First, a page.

Softball players and the parks department, meanwhile, say other users of the field leave behind waste from their dogs, which also dig holes, creating hazards for players.

“My hope is that the County Board will instruct the Department of Parks and Recreation to fully and properly support and maintain the fields,” Epstein said. Read More

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Feeling a little stir-crazy for the movie experience but not quite ready to return to theaters yet? The National Landing BID is bringing back an outdoor film festival next month.

The BID will show a new movie every Friday at 8 p.m. on a softball field at Virginia Highlands Park (1600 S. Hayes Street) in the Pentagon City area.

“Social distancing circles” will be sprayed onto the field with a four-person limit per circle. Masks will be required outside of those circles.

Tickets are free but registration in advance is required.

The “Movies in the Park” lineup for May is:

Image via Orion Pictures/YouTube

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Some residents in and around Crystal City want to open up the Roaches Run Waterfowl Sanctuary to more walking and hiking — with help from JBG Smith.

The developer owns property around Roaches Run and is interested in converting parts of its private land into a public connection accessible from the surrounding neighborhood.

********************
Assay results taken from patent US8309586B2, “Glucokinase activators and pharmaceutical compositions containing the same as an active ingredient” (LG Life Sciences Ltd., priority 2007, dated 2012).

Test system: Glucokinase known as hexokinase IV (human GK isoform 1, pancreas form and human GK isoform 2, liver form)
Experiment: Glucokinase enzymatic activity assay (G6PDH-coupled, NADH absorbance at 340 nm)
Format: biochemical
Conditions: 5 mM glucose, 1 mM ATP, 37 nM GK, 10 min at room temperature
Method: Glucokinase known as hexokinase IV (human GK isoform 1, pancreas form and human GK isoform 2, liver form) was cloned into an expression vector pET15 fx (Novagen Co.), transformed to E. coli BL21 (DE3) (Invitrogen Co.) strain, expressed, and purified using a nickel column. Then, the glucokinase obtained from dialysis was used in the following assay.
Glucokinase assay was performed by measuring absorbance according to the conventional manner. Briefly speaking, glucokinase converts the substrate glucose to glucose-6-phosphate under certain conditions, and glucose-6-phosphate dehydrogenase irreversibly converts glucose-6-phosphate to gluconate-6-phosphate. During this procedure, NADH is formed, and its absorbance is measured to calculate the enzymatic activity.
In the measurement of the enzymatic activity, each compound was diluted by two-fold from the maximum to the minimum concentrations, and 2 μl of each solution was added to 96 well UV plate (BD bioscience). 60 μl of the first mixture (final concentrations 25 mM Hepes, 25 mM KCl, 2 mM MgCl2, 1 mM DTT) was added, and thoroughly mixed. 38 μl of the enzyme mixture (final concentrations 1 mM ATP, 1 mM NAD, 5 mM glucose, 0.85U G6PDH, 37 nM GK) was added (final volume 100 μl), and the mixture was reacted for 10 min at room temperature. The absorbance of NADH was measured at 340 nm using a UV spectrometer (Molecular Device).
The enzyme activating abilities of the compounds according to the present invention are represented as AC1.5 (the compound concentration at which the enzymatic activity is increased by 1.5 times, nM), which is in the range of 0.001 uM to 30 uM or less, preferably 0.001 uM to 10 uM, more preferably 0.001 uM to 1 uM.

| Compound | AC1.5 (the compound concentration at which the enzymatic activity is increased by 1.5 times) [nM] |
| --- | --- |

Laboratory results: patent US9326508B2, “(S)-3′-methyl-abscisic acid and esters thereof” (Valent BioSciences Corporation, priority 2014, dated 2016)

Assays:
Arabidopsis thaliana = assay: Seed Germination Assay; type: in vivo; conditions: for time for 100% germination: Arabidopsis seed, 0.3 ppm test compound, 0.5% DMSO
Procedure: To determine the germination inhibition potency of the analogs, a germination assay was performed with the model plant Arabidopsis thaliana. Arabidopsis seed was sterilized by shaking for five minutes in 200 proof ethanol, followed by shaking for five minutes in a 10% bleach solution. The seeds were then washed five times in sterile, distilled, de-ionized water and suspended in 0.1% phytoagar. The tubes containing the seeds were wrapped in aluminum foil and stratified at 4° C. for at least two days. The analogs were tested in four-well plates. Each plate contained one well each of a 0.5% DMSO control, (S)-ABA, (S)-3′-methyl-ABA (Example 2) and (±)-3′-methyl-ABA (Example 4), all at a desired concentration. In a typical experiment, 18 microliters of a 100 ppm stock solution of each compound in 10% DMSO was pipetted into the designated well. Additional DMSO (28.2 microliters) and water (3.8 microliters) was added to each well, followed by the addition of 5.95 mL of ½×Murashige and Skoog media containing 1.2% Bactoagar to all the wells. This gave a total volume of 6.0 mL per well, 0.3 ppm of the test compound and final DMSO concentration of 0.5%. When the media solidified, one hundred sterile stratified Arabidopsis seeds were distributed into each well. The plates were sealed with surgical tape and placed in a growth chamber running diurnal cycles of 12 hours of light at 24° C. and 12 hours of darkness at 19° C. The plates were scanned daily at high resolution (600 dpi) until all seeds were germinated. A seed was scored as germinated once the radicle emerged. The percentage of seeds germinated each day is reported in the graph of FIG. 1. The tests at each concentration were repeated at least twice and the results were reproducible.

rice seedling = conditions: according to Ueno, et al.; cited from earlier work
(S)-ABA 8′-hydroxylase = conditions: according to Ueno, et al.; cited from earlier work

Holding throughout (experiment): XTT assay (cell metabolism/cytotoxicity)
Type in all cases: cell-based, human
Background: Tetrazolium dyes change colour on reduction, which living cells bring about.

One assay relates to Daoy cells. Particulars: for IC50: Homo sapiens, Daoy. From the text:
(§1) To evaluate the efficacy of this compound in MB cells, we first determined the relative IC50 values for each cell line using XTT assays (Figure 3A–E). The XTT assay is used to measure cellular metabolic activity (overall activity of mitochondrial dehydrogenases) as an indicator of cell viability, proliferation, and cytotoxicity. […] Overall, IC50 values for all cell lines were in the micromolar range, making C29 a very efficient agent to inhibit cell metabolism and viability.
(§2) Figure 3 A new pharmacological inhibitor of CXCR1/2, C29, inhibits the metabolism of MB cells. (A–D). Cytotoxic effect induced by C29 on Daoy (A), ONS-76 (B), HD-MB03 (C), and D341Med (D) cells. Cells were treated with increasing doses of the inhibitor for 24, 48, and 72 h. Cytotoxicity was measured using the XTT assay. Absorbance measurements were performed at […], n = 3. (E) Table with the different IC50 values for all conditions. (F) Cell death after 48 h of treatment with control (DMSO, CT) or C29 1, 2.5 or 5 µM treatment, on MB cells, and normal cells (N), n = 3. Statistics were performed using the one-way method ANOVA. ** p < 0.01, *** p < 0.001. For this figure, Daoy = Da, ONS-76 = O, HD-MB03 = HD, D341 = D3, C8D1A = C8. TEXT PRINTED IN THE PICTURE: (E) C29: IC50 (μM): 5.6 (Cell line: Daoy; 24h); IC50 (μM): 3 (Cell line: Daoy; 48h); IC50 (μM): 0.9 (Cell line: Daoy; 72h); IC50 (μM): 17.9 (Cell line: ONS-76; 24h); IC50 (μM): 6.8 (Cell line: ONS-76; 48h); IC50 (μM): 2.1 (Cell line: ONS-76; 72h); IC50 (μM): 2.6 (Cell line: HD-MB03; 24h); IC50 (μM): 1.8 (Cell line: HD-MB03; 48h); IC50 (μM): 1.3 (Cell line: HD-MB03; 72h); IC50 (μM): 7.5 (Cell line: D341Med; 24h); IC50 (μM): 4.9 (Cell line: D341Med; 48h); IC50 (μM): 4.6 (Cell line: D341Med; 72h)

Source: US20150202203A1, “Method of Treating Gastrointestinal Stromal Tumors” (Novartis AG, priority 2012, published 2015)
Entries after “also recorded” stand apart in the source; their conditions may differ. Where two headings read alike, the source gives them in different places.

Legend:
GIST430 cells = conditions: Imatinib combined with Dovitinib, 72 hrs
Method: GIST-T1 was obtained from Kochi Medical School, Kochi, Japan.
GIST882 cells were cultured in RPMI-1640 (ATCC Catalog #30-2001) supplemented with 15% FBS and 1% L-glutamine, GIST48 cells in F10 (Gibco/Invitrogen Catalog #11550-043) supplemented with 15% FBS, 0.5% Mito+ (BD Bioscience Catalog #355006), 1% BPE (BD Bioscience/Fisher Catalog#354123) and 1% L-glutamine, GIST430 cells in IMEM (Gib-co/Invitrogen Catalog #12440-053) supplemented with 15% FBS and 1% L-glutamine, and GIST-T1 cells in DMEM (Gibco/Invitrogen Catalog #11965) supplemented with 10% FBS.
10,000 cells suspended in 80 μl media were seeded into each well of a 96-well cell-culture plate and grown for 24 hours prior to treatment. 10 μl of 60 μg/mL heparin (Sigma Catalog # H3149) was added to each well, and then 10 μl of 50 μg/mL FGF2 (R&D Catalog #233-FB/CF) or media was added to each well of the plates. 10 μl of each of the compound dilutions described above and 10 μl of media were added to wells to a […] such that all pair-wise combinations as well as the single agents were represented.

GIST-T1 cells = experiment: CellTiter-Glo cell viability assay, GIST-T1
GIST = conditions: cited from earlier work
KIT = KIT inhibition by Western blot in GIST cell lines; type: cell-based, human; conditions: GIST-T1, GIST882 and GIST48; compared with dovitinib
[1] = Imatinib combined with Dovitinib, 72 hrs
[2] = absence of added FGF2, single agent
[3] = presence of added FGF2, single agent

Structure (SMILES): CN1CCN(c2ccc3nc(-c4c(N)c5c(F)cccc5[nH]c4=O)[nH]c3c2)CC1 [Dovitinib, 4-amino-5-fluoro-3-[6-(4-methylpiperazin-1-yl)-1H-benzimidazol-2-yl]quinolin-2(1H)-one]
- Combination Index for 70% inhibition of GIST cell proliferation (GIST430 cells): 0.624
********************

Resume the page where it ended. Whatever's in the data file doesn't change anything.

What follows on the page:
This partnership is one way that the Arlington Ridge, Aurora Highlands and Crystal City civic associations propose adding open space to their neighborhoods. A second solution is to redesign and upgrade Virginia Highlands Park for more uses than sports.

The two ideas are part of a report published last week from the three associations, which have banded together to form Livability 22202. The report also recommends ways to plan new parks in Crystal City and enhance local biodiversity.

“COVID-19 has changed everyone’s thinking about open spaces,” Livability 22202 President Carol Fuller said. “The traditional parks of the past do not serve the purposes of our new world. We need to have open space, parks and trails for people to go out for casual use outdoors.”

The group is scheduled to present its recommendations to the Parks and Recreation Commission in February, she said.

Compared to other parts of the county, Pentagon City and Crystal City have fewer trails and open parks, Fuller said.

“If we did not have Long Bridge [Park] — which is fairly new — and if we didn’t have Virginia Highlands Park, we would have no trails and very little open space,” she said. (Crystal City is also served by the Mt. Vernon Trail, which connects to the neighborhood near the intersection of Crystal Drive and 18th Street S.)

Livability 22202 is proposing a loop trail and connecting trails into and out of Roaches Run. The County too is interested in turning the area into publicly-accessible natural space as the neighborhood experiences a wave of redevelopment in the wake of Amazon’s HQ2 decision — but officials indicated this spring that it could take 5-10 years to implement.

JBG Smith is willing to make use of its land to advance the broader open space discussion happening in National Landing — the collective term for Crystal City, Pentagon City and Potomac Yard — Andrew VanHorn, Executive Vice President, JBG Smith said in a statement.